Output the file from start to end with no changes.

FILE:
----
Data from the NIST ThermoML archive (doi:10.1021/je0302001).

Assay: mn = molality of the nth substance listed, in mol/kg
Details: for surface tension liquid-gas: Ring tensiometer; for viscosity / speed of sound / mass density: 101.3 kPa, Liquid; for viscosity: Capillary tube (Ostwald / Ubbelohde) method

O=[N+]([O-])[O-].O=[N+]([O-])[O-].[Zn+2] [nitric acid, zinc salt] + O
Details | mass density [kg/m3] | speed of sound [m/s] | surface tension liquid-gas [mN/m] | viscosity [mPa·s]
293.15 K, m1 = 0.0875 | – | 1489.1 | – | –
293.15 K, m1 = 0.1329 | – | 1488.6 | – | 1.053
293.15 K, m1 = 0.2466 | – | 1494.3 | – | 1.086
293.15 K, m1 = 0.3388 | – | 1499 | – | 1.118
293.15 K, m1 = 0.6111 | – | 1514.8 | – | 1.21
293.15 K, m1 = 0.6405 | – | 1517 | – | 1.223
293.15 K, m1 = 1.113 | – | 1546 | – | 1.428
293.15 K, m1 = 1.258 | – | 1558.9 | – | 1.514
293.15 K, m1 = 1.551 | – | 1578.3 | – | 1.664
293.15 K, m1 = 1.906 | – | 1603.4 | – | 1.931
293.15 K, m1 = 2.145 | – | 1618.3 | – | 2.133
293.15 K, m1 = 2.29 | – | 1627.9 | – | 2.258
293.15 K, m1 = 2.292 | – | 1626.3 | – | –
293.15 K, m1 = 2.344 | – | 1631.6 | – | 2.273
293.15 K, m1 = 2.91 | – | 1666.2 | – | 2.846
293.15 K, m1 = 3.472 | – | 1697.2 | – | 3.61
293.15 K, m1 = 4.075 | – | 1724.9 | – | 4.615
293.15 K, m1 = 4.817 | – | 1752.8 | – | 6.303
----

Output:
Data from the NIST ThermoML archive (doi:10.1021/je0302001).

Assay: mn = molality of the nth substance listed, in mol/kg
Details: for surface tension liquid-gas: Ring tensiometer; for viscosity / speed of sound / mass density: 101.3 kPa, Liquid; for viscosity: Capillary tube (Ostwald / Ubbelohde) method

O=[N+]([O-])[O-].O=[N+]([O-])[O-].[Zn+2] [nitric acid, zinc salt] + O
Details | mass density [kg/m3] | speed of sound [m/s] | surface tension liquid-gas [mN/m] | viscosity [mPa·s]
293.15 K, m1 = 0.0875 | – | 1489.1 | – | –
293.15 K, m1 = 0.1329 | – | 1488.6 | – | 1.053
293.15 K, m1 = 0.2466 | – | 1494.3 | – | 1.086
293.15 K, m1 = 0.3388 | – | 1499 | – | 1.118
293.15 K, m1 = 0.6111 | – | 1514.8 | – | 1.21
293.15 K, m1 = 0.6405 | – | 1517 | – | 1.223
293.15 K, m1 = 1.113 | – | 1546 | – | 1.428
293.15 K, m1 = 1.258 | – | 1558.9 | – | 1.514
293.15 K, m1 = 1.551 | – | 1578.3 | – | 1.664
293.15 K, m1 = 1.906 | – | 1603.4 | – | 1.931
293.15 K, m1 = 2.145 | – | 1618.3 | – | 2.133
293.15 K, m1 = 2.29 | – | 1627.9 | – | 2.258
293.15 K, m1 = 2.292 | – | 1626.3 | – | –
293.15 K, m1 = 2.344 | – | 1631.6 | – | 2.273
293.15 K, m1 = 2.91 | – | 1666.2 | – | 2.846
293.15 K, m1 = 3.472 | – | 1697.2 | – | 3.61
293.15 K, m1 = 4.075 | – | 1724.9 | – | 4.615
293.15 K, m1 = 4.817 | – | 1752.8 | – | 6.303